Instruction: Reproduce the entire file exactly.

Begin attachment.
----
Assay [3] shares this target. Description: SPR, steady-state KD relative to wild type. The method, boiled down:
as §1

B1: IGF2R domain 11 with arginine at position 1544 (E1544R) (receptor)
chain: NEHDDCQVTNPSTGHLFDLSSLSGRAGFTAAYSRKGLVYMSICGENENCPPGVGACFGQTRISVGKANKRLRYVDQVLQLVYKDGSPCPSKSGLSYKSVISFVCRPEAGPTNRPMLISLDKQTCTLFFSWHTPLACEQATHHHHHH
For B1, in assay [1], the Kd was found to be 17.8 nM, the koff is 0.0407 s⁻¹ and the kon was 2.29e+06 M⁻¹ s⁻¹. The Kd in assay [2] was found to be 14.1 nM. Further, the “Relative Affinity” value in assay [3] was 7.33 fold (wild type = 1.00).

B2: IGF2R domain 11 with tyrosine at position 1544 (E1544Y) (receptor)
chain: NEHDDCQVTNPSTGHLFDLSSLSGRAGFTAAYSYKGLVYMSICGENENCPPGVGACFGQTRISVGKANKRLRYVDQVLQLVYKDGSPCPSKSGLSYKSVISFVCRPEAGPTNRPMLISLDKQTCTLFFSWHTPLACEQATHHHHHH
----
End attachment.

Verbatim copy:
Assay [3] shares this target. Description: SPR, steady-state KD relative to wild type. The method, boiled down:
as §1

B1: IGF2R domain 11 with arginine at position 1544 (E1544R) (receptor)
chain: NEHDDCQVTNPSTGHLFDLSSLSGRAGFTAAYSRKGLVYMSICGENENCPPGVGACFGQTRISVGKANKRLRYVDQVLQLVYKDGSPCPSKSGLSYKSVISFVCRPEAGPTNRPMLISLDKQTCTLFFSWHTPLACEQATHHHHHH
For B1, in assay [1], the Kd was found to be 17.8 nM, the koff is 0.0407 s⁻¹ and the kon was 2.29e+06 M⁻¹ s⁻¹. The Kd in assay [2] was found to be 14.1 nM. Further, the “Relative Affinity” value in assay [3] was 7.33 fold (wild type = 1.00).

B2: IGF2R domain 11 with tyrosine at position 1544 (E1544Y) (receptor)
chain: NEHDDCQVTNPSTGHLFDLSSLSGRAGFTAAYSYKGLVYMSICGENENCPPGVGACFGQTRISVGKANKRLRYVDQVLQLVYKDGSPCPSKSGLSYKSVISFVCRPEAGPTNRPMLISLDKQTCTLFFSWHTPLACEQATHHHHHH